One in two of us will get cancer. It doesn’t bear thinking about but we cannot avoid it because it is a fact happening all around us — happening to us.
We have another reminder of this grim reality in the revelation that two-thirds are waiting longer than they should for bowel cancer tests.
According to the Scottish Government’s target, patients should wait no more than six weeks and it is only permissible for this to happen in five per cent of cases. In fact, 66 per cent wait longer. Bowel Cancer UK says this amounts to 5,000 people failed.
No matter how prevalent it is, cancer still has the power to shock and frighten us. For some it is a death sentence, for others confinement to a succession of sterile consultation rooms where doctors try to soften hard medicine with sympathetic smiles.
Is this the appointment where they give you the all-clear, or the dreaded moment when the consultant looks up from his clipboard with kindly, telling eyes?
Those living with cancer or waiting to hear if that bitter, jagged-tasting word will be on their lips for months or years to come go through a double torment. The malignancy invades their body but it also preys on their mind.
There is the fear of knowing and the anxiety of not knowing. The sleepless nights worrying how your spouse will cope without you… who would look after the children if it’s bad news.
Amidst this trauma, the one thing we rely on is first-rate medical care. After all, we’ve paid for it and we elect governments to keep the health service ticking over. That this is not the case, as the bowel cancer statistics highlight, only adds to the stress of falling ill.
Those figures came on the same day we learned that one in four patients is not treated within the legally-assured timeframe. The Treatment Time Guarantee, introduced by the SNP in 2012, says patients must start inpatient treatment within 12 weeks of diagnosis. Only 75.9 per cent did in the past three months — the worst performance since the target was put in place.
There will be no sanction against the Scottish Government for breaking this standard. It is ‘legally binding’ in the same sense that fracking is ‘banned’ and teachers are ‘enthusing’ about education reforms. When it comes to promises, the SNP’s legerdemain is legendary.
We also found out yesterday that one in four outpatients waits longer than 12 weeks for an appointment and one in five longer than six weeks for tests. Just 81 per cent wait less than 18 weeks between referral and treatment. The target is 90 per cent.
Yesterday was a day of shame for Scotland’s NHS, for the bureaucrats paid handsomely to oversee it and for a Scottish Government entering its 12th year in power still incapable of running the most important public service. Thousands of patients are being let down and no one is coming forward to own up, apologise and promise to make things better.
Yesterday was a day of shame for Health Secretary Shona Robison and her personal friend and patron Nicola Sturgeon — a day of shame insofar as either is capable of feeling shame.
Let’s dispense with the sentiment. We all respect and admire the hard work and dedication of clinicians. Let’s forgo the competitive hagiography. The NHS is a healthcare system, not a spiritual movement, and it is only as good as the results it produces. We all love the NHS; some of us just happen to think it involves more than wearing badges and posing for pictures with smiling, bleary-eyed nurses.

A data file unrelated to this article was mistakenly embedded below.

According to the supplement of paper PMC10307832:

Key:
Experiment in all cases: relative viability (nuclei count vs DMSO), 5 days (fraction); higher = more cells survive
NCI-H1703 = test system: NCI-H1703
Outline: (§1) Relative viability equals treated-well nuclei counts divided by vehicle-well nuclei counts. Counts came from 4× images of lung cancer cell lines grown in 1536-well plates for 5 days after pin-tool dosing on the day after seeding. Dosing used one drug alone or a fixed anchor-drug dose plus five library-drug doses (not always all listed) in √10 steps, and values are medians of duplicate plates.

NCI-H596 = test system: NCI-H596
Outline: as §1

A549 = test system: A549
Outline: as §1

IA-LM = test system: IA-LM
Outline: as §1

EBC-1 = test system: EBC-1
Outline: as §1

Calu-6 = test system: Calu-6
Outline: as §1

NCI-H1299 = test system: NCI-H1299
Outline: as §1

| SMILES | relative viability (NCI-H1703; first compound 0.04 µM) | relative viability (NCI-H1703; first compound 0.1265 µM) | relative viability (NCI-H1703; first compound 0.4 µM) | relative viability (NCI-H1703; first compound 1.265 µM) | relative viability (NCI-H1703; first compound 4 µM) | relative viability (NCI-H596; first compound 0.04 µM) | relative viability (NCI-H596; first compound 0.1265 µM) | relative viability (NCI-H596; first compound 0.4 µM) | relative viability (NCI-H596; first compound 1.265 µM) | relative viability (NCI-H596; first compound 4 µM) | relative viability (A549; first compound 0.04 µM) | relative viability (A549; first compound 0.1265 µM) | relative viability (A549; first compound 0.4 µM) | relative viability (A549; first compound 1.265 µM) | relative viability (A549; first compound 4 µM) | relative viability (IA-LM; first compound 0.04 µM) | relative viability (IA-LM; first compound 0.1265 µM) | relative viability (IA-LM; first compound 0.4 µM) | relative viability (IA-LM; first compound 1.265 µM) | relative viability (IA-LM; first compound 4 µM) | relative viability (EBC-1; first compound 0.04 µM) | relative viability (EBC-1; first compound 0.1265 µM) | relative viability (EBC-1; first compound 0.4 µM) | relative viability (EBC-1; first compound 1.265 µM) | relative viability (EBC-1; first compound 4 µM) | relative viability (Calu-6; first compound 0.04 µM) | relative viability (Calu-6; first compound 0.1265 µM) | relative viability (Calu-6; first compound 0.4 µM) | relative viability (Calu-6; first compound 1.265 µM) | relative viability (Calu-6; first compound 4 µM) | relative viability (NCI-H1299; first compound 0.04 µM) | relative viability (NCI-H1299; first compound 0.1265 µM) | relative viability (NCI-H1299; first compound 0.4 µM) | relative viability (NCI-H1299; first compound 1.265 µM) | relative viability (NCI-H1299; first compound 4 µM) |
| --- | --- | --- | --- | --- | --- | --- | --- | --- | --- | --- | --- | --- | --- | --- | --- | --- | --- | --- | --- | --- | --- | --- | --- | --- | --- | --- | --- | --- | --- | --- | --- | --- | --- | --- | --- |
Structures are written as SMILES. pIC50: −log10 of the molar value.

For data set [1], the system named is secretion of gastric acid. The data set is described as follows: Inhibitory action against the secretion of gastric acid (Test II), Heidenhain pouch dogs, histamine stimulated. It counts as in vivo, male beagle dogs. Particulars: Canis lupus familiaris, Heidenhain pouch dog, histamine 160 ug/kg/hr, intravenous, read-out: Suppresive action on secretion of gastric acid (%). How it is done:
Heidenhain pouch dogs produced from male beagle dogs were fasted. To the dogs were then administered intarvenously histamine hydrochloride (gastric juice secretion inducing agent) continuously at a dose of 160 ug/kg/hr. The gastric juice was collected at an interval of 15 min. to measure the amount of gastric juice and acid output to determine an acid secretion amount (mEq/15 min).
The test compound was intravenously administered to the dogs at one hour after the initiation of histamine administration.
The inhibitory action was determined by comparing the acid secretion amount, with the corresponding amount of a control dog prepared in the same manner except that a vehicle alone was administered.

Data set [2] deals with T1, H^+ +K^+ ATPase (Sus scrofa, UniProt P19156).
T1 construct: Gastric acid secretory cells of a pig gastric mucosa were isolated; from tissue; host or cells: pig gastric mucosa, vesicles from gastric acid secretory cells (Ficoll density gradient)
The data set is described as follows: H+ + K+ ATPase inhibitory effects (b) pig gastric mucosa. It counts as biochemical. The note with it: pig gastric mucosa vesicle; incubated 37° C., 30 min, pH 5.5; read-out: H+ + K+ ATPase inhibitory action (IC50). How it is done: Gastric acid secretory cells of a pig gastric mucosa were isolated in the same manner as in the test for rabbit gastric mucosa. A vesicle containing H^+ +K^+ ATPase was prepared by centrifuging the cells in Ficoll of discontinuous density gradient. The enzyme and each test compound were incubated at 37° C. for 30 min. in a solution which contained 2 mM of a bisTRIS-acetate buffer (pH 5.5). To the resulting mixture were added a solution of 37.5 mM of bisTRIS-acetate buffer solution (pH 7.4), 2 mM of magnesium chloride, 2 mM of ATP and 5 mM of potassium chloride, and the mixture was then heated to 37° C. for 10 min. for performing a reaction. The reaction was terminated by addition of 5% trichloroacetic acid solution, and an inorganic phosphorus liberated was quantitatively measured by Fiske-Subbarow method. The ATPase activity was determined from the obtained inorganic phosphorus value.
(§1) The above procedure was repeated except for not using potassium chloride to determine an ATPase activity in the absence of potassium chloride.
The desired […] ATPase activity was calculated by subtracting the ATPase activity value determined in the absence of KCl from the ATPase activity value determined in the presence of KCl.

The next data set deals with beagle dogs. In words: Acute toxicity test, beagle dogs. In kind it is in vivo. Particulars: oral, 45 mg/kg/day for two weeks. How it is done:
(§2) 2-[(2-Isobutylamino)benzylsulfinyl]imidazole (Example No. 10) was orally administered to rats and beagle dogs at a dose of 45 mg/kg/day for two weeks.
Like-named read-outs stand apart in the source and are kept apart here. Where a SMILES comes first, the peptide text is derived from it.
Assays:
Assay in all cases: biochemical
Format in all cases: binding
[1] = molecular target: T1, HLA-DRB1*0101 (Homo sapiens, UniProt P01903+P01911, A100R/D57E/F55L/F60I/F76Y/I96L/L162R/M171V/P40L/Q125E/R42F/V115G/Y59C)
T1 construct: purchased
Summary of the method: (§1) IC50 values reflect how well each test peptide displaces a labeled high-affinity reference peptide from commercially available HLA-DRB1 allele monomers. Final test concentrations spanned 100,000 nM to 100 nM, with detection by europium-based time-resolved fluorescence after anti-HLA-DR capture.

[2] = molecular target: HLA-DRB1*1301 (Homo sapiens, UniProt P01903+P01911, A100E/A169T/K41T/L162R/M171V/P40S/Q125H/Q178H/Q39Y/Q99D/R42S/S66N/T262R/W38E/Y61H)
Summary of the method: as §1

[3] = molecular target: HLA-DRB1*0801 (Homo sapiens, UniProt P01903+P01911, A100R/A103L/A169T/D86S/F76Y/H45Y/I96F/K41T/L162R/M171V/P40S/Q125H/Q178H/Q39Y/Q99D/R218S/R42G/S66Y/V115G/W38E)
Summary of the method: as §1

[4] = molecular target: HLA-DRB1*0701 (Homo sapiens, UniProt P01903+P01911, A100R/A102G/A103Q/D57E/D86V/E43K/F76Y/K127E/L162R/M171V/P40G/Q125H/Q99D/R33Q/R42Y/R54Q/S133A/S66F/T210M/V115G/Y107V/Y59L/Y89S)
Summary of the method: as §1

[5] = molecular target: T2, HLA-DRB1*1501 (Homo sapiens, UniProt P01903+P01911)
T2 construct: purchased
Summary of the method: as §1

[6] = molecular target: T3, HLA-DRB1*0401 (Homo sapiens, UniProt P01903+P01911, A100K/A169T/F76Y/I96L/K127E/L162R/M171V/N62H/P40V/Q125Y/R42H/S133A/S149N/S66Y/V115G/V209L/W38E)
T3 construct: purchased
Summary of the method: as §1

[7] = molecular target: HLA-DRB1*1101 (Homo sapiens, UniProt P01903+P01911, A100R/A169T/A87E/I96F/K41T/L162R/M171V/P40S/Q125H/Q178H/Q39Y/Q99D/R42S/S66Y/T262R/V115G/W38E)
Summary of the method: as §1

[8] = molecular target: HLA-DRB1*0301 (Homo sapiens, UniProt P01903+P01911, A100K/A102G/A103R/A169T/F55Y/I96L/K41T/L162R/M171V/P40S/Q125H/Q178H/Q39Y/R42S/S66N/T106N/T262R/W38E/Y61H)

The SNP has donned the cloak of Florence Nightingale and offered itself as the guardian of the NHS. Pledging to reverse ward closures helped put them in power in the first place. But when it comes to living up to their fine words, the SNP have only excuses, accusations and deflections.
Bad weather is to blame for waiting times. Critics are ‘talking down our NHS’. And, the First Minster’s personal favourite, you’d be much worse off in England, as if referrals in Rochester mean all that much to someone waiting for a biopsy in Barrhead.
During the 2017 election, the SNP hubristically announced it would break its self-denying ordinance and vote to save the NHS in England from the wicked Tories. If only English MPs could vote to give us a government that spends more time fixing our hospitals than grandstanding about our neighbours’.
No government minister can banish cancer with the wave of a magic wand. The cure is coming, slowly, and one day, someone in a crisp white coat, in a stark white room, will look up from a microscope and feel their heart skip a beat. Until then, it is the job of government to ensure patients get the best care possible — for cancer and other conditions.
It is a difficult job but not an impossible one. It is a job that can be done properly given sufficient resources, sound management and strong leadership. It is a job Shona Robison is simply not up to.
Nicola Sturgeon gave her the role when she became First Minister. She has kept her in post over three-and-a-half long, lean years, enduring on her own back stripes meant for her friend. Would that we all had such faithful chums.
Of course, a more cynical mind might wonder if the First Minister is motivated less by personal loyalty than by personal interest. Every day Shona Robison remains at health places more distance between the chronically troubled portfolio and the longest-serving health secretary since devolution — Nicola Sturgeon.
Whatever her motive, the First Minister must know this situation is untenable. The Health Secretary is failing patients, clinicians and the health service. In allowing her to continue doing so, the First Minister is failing the whole country. The longer she protects her best mate, the more patients will suffer and the further standards will fall.
Cancer patients — all patients — deserve better than that. They deserve a First Minister who can set aside her personal biases and show a bit of leadership. They’ve been waiting long enough.
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